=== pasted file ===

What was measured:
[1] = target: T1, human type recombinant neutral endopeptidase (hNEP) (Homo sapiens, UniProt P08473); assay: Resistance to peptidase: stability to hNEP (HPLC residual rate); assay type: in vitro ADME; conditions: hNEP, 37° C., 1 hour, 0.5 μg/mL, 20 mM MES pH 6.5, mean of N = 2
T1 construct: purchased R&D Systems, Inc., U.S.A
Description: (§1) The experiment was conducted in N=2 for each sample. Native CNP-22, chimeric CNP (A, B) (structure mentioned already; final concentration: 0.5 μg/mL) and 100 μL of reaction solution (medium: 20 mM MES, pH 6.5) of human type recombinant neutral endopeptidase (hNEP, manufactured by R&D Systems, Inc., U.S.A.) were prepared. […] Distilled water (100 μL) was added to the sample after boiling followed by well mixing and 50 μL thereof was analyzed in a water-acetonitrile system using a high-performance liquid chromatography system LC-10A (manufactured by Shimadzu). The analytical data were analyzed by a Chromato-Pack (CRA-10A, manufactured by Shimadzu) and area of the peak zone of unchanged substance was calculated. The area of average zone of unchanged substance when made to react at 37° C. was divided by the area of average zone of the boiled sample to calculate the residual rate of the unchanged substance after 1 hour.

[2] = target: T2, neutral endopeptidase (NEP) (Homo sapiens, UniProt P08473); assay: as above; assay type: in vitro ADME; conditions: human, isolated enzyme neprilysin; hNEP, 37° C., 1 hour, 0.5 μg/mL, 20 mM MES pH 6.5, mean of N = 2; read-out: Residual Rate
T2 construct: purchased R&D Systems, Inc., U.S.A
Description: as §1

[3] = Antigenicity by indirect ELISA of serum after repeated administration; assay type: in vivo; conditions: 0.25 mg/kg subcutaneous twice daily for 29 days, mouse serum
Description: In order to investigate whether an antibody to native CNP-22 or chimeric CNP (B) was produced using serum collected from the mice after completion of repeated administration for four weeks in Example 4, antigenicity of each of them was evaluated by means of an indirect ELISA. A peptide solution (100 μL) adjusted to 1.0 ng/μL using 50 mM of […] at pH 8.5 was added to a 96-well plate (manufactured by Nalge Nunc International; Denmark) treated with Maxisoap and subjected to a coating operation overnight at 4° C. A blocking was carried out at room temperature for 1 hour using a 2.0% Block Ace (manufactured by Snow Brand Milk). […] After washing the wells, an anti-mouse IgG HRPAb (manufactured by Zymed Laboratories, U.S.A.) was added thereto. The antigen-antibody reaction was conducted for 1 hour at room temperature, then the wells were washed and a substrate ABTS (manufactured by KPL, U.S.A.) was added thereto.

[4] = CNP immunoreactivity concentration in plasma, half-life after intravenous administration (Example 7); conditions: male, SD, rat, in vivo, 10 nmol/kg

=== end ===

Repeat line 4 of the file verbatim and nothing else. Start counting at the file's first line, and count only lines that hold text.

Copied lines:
Description: (§1) The experiment was conducted in N=2 for each sample. Native CNP-22, chimeric CNP (A, B) (structure mentioned already; final concentration: 0.5 μg/mL) and 100 μL of reaction solution (medium: 20 mM MES, pH 6.5) of human type recombinant neutral endopeptidase (hNEP, manufactured by R&D Systems, Inc., U.S.A.) were prepared. […] Distilled water (100 μL) was added to the sample after boiling followed by well mixing and 50 μL thereof was analyzed in a water-acetonitrile system using a high-performance liquid chromatography system LC-10A (manufactured by Shimadzu). The analytical data were analyzed by a Chromato-Pack (CRA-10A, manufactured by Shimadzu) and area of the peak zone of unchanged substance was calculated. The area of average zone of unchanged substance when made to react at 37° C. was divided by the area of average zone of the boiled sample to calculate the residual rate of the unchanged substance after 1 hour.